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AIDA was developed by Manas.Tech and InSTEDD, in collaboration with mVAM, an innovative team at the World Food Programme (WFP), the food aid arm of the United Nations, and thanks to a grant from the Cisco Foundation and additional support from the Korea International Cooperation Agency (KOICA).

AIDA (Artificial Intelligence Development Assistant) is a chatbot builder that allows you to create interactive chatbots that engage populations on popular chat apps like Facebook messenger or Telegram. Chatbots built by AIDA can send surveys, respond to specific intents, run periodic outgoing check-ins with users and improve their interaction over time by learning from them.

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Requirements & Context

The WFP regularly deals with the challenge of effectively delivering information to families that are in hard-to-reach areas. Maintaining fluid communication with their beneficiaries ensures WFP can best serve its mission of fighting hunger by improving access to sufficient quantities of affordable and nutritious food. The mVAM team uses mobile technology to enable WFP to share critical information with its beneficiaries.

Hunger map

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After multiple visits to affected communities over 2016 and 2017, we confirmed that using a chatbot had the potential to address the communication challenges. However, each humanitarian context where WFP works is unique, and thus each situation requires a chatbot with specific skills and abilities.

We spent some time with our WFP colleagues in the Kakuma and Nairobi Offices, brainstorming ways in which the chatbot could complement existing activities and provide useful information about their work. So, an ambitious goal was set for AIDA –to allow humanitarian staff in diverse on-the-ground situations to create their own chatbots, so that they would meet local demands. The first pilot in the series of chatbots was the Food Bot, designed to communicate with families in the Kakuma Refugee Camp in north-west Kenya.

AIDA’s backend is built on Elixir, its frontend is built on Ruby on Rails and React.JS, and it uses a PostgreSQL database.

Testing with real users at Kakuma Refugee Camp, in Western Kenya (WFP/Lucia Casarin)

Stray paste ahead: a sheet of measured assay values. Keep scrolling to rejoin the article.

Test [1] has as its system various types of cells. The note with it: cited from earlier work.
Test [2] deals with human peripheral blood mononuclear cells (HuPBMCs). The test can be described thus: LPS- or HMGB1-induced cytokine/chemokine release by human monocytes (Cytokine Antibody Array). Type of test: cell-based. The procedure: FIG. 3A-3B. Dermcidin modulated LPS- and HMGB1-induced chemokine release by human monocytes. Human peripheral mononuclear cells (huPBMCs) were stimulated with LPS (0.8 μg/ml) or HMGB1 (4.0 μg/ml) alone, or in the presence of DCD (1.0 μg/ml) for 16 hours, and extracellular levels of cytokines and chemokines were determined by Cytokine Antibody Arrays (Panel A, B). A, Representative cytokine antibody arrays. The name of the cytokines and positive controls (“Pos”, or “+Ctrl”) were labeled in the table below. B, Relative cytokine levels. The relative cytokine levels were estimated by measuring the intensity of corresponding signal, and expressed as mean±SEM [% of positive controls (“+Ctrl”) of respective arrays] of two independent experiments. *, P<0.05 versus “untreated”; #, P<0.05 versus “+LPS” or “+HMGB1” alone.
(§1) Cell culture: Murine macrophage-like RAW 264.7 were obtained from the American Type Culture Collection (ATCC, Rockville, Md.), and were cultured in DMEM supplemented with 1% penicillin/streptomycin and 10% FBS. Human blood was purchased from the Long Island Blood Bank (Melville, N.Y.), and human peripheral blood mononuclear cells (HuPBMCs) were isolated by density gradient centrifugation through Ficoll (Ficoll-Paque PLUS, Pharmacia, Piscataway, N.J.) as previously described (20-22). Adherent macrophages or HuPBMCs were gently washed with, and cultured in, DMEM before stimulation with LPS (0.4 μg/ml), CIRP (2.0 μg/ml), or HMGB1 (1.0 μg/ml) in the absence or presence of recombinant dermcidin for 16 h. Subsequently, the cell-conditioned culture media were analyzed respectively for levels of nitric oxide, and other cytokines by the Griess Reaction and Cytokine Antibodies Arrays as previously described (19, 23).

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User research


To get to know our users better and start defining the design of the Food Bot, we travelled to the Kakuma Refugee Camp, where we spent a few days collaborating with WFP staff and youth leaders in the refugee camp to understand how to create a user-friendly chatbot to meet their needs.

We first worked with a small group of people, to understand how they used the technology. We employed a popular prototype technique called ‘Wizard of Oz’. This type of human-centered approach allowed us to quickly learn what types of information the Kakuma refugees were interested in receiving, as well as how they asked questions.

During the field test, we also confirmed our hypothesis that chatbot conversations need to be as light as possible (not using too many pictures, menus, or emoticons) in order to minimize data charges and make conversations possible for low-bandwidth network. To reach as many people as possible, we decided to create a bot that would operate on a popular messaging app, like Facebook Messenger, so people could take our surveys on a platform they already use.

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The kenyan-pilot chatbot shares information on food assistance availability and simultaneously collects beneficiaries’ feedback and complaints. It complements existing WFP non-digital channels such as hotlines, help desks, posters and loudspeakers in the camp.

Furthermore, chatbots built by AIDA work on both the regular and lite versions of messenger apps, which are often used in low-bandwidth settings. It also allows camp managers to schedule messages and surveys, with customizable message reminders, and it allows for surveys to be filled directly without leaving the chat screen.

AIDA is being designed by humanitarians, for use by humanitarians. This means it will have unique capabilities not found in other commercial chatbot builder tools. For example, AIDA can train chatbots to follow and respond to conversations without the need for existing natural language processing technology, which requires a chatbot to be built in widely spoken languages like English and French. This ability is critical because the languages spoken in places with humanitarian crises are often not supported by mainstream AI packages.


To keep the tool evolving and improving, it has an analytics module built-in, that displays key performance indicators, which can also be used for reporting.


AIDA allows the activation of language recognition and set keyword responders without need of natural language processing.

Decision tree

Create triggers and complex behavior decision trees based on keyword responses from beneficiaries.

Human override

When a message contains one of the preset keywords, the system automatically forwards the conversation to a human operator.


For different languages, AIDA allows the configuration of pre-defined messages and information to agilize the setup of the chatbots.

Log detail

This view provides fully detailed records of occurrences for every function over time.


This feature allows administrators to test the messaging flow for the chatbots before implementing them.

Open source

This project is Open Source, we invite you to collaborate and join us in the development of a better world through the use of technology.


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